Ugh.

Seriously??!!  Is their any more pathetic group, any greater embarrassment to their state, than NC legislative Republicans.  I did think the HB2 repeal would happen, but I also was not counting my chickens before they hatched.  They didn’t hatch.  From WRAL:

— A much ballyhooed plan to repeal a controversial state law that limits LGBT rights went down in flames Wednesday night after hours of negotiations between Republican legislative leaders and conservative members of their caucus and a last-ditch parliamentary maneuver to squeeze a bill through the Senate.

My favorite part is that the Republicans, with super-majorities in both houses, blame the Democrats:

“Make no mistake: Roy Cooper and Senate Democrats killed the repeal of HB2, abandoning Roy Cooper’s commitment to avoid divisive social issues by shooting down a temporary cooling off period on ordinances like the one that got us into this mess last March,” Berger, R-Rockingham, said in a statement. “Their action proves they only wanted a repeal in order to force radical social engineering and shared bathrooms across North Carolina at the expense of our state’s families, our reputation and our economy.”

Oh, good God.  Do they even believe themselves when they spout off like this?!  Sad.  Plenty more details in the story, but the basic reality is that Charlotte complete rescinded their local ordinance and the Republican legislature refused to repeal HB2, which they have long said they would if Charlotte got rid of it’s law.  [This the part where where I write what I really think full of bad language and then just insert this instead]

Just unreal.  And all the Republicans in the state will happily just vote for the R next to their state legislators name next election.  And all of us live with the consequences.  Ugh, indeed.

Happy Winter Solstice

Loved this Vox article with some cool facts about it.  One of the things I find most intriguing is that the sunset has already been getting later for a while now (though, the days, of course have still been getting shorter).  The further south you go, the greater the lag between earliest sunset and latest sunrise.

Works for me, I’ve been getting later sunsets for about 2 weeks.  The later the sunset, the later I can get home from work and still walk my dog without a flashlight.  And during winter I pretty much always sleep through the sunrise no matter how late it is.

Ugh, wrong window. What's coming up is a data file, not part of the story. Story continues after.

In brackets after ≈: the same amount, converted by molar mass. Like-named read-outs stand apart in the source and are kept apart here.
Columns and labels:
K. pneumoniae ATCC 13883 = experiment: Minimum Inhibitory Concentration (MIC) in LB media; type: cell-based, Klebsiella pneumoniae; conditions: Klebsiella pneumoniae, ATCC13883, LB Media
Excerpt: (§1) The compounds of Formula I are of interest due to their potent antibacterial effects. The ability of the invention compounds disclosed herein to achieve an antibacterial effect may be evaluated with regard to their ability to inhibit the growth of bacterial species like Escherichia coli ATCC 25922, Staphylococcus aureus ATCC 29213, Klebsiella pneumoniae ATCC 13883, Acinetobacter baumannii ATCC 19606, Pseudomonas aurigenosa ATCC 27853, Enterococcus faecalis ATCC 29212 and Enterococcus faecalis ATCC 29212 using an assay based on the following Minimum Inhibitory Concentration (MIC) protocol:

The real electoral college bias

Love this analysis from Nate Cohn looking at the various ways the electoral college is or is not biased and how that helped Trump.  His conclusion: not regionalism, not small-state bias, but a battleground state bias:

O.K., so it’s not California and it’s not small-state bias. What is it?

It’s the Electoral College’s most straightforward bias: The battleground states count the most.

Mrs. Clinton did well in noncompetitive states and “wasted” popular votes that didn’t earn her any more electoral votes, while Mr. Trump did just well enough in competitive states to pick up their electoral votes…

Mr. Trump did very well in the battleground states. Depending on how the battlegrounds are defined, the vote there either broke for Mr. Trump or was virtually tied — a huge improvement over Mitt Romney’s showing in 2012.

Mr. Trump won a lopsided electoral vote tally from those states by narrowly winning four of the five states decided by around one point or less: Florida, Wisconsin, Michigan and Pennsylvania (Mrs. Clinton edged him out in New Hampshire). Outside of those five states, the electoral vote was basically tied, with Mr. Trump edging out Mrs. Clinton, 231 to 228 (and leading by the margin of small-state bias)…

The regional anomaly was the Midwest, and it just so happens that in a winner-take-all system Mr. Trump’s strength in the Midwestern battleground states yielded a lot of Electoral College votes.

There’s a real demographic reason for it: Most of the traditional battleground states are much whiter, less educated and particularly less Hispanic than the rest of the country.

But the demographics alone don’t quite do justice to Mr. Trump’s victory in the Electoral College. In the end, he won the battleground states by just a one-point margin — but claimed three-fourths of their Electoral College votes.

He won four of the five closest states, winning 75 of 79 votes at stake.

There has never been a close election in the United States in which one candidate has claimed such a resounding electoral vote margin out of the closest states.

For lack of a better word: Mr. Trump had some very good luck.  [emphasis mine]

Damn.  On such things do the fate of the country rest.  Unlucky us.

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